Cheap Trick bassist Tom Petersson talks about his latest project ahead of South Shore show
If you go
What: Cheap Trick
When: 7:30 p.m. Saturday, Dec. 19
Where: Harrah’s Lake Tahoe
Tickets: $44.95 plus fees
Cheap Trick bassist Tom Petersson’s latest project is his most personal to date.
Petersson recently released “Rock Your Speech Volume One” with the help of his wife Alison. The album includes plenty of Cheap Trick’s British Invasion influences, but with a specific mission in mind — helping Petersson’s young son Liam, who is working to overcome a speech disorder associated with autism spectrum disorder.
Liam has undergone speech therapy for years, inspiring the couple to incorporate speech and language lessons into rock music.
“We wanted to make a record that would really help him,” Petersson said during a Wednesday phone interview.
“Music is so big in these kids lives. It’s a powerful thing that they’re really attracted to.”
Evidence of that attraction came shortly after the Peterssons began writing songs for the album. One of the first songs they recorded was “What’s Your Name,” which led to Liam ask perfect strangers “What’s your name?” in response, a huge step for him.
Music has the potential to help people of all ages and not just those with autism, Petersson said. Same goes for the album.
“Music is something everyone can be included in,” Petersson said.
“Rock Your Speech” features simple, repetitive lyrics with rock instrumentation and has been well received by music therapists. Petersson said the album has taken on a life of its own. A second volume is already in the works.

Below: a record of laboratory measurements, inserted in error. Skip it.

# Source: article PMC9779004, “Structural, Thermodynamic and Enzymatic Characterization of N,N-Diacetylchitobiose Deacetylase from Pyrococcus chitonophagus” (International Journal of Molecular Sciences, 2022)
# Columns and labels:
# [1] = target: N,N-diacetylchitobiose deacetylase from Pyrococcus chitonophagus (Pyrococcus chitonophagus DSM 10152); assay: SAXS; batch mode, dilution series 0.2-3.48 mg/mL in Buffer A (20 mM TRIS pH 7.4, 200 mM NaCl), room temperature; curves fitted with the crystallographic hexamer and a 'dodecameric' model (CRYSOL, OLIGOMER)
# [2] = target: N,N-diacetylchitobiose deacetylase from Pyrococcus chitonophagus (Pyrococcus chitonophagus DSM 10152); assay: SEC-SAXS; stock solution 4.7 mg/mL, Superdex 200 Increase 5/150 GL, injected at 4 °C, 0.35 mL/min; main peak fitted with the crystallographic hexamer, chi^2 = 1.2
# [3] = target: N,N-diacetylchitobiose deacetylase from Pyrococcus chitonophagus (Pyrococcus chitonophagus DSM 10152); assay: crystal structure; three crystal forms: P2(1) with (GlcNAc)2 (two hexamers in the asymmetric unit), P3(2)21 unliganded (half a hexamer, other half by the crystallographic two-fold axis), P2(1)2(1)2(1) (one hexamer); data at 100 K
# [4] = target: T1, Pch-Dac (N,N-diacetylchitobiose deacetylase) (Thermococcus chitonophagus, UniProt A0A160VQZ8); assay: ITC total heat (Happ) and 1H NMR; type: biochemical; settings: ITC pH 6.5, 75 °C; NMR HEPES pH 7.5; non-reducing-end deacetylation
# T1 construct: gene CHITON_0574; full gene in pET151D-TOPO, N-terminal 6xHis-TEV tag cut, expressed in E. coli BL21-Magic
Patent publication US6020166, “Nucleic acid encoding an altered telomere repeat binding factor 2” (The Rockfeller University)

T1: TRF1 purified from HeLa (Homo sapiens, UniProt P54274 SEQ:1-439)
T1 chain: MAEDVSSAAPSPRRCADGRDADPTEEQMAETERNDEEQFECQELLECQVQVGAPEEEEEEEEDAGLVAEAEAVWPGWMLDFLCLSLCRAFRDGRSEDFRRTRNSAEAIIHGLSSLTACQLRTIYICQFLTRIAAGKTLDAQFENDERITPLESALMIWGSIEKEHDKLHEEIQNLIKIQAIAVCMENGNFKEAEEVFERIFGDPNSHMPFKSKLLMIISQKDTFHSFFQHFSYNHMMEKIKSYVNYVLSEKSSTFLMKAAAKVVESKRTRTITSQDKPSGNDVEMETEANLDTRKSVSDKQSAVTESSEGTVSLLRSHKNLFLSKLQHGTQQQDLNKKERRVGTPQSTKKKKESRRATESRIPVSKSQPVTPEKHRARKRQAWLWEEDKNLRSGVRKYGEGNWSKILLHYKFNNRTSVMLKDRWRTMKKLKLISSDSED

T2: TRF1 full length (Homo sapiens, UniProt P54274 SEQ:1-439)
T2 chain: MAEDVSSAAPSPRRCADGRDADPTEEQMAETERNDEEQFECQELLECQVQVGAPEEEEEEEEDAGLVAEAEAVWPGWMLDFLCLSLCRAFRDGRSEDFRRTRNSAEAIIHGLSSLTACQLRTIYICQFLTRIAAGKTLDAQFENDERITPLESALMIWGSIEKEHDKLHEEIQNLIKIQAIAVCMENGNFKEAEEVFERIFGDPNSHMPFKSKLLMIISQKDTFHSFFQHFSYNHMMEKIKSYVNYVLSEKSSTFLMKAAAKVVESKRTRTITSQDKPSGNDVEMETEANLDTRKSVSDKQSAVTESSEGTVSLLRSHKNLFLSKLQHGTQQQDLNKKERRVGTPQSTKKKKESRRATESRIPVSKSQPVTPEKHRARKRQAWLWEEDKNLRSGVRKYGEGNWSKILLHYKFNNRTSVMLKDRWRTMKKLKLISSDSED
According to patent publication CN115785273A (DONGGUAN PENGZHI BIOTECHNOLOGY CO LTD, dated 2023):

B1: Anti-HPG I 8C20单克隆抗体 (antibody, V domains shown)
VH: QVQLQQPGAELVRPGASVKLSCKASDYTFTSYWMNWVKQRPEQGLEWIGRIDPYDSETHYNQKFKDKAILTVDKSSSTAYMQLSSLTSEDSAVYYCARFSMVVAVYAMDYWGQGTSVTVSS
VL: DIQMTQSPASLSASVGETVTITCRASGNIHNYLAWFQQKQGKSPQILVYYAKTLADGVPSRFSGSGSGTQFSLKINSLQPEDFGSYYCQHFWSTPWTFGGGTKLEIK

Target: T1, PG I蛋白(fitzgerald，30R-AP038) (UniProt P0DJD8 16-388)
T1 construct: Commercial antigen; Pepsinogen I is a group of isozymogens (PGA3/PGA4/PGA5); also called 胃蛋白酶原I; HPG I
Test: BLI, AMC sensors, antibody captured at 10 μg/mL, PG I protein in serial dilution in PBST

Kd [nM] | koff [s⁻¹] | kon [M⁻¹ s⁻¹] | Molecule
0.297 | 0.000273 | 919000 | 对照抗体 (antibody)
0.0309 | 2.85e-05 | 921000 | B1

“It’s an emerging field and we and we’re very excited to be involved,” Petersson said of music therapy.
As for Cheap Trick, Petersson said the band is excited to be nominated for induction into the Rock and Roll Hall of Fame. Although it had yet to be revealed prior to Wednesday’s interview, the Rock and Roll Hall of Fame announced Thursday, Dec. 17, that Cheap Trick will be among this year’s inductees to the hall. The band will be inducted in April along with Chicago, Deep Purple, N.W.A. and Steve Miller.
“Cheap Trick had perfected an extremely individual yet classic rock and roll band sound by the time it released its first album in 1977,” according to a press release from the Rock and Roll Hall of Fame. “It has never changed it much. It didn’t need to. Cheap Trick’s records and concerts display a singular musical consistency over almost 40 years. Remaining interesting, sometimes hilarious, in that way is also pretty much unparalleled — and indispensable to understanding them. Cheap Trick is led by Rick Nielsen’s classic and perpetually fresh guitar and the sweet power of Robin Zander’s vocals. The group’s original lineup with Tom Petersson on bass and the amazing Bun E. Carlos as the powerhouse drummer influenced pretty much every other hard rockin’ band that came afterwards. They somehow bridge the gap between the fierce clowning of early punk and the accidental-on-purpose humor of metal, without ever sounding a bit like either.”
The band will have a new record ready by the time it’s inducted.
“It sounds like classic Cheap Trick,” Petersson said of the as-of-yet-untitled album.
The band has long been chasing the perfect record by writing songs that sound good to band members, Petersson said. That chase finds Cheap Trick on the road most of the year, something the bassist doesn’t expect to change.
“We’ll just keep going,” Petersson said.
Cheap Trick plays the Harrah’s Lake Tahoe South Shore Room this Saturday. More information is available at http://www.ticketmaster.com.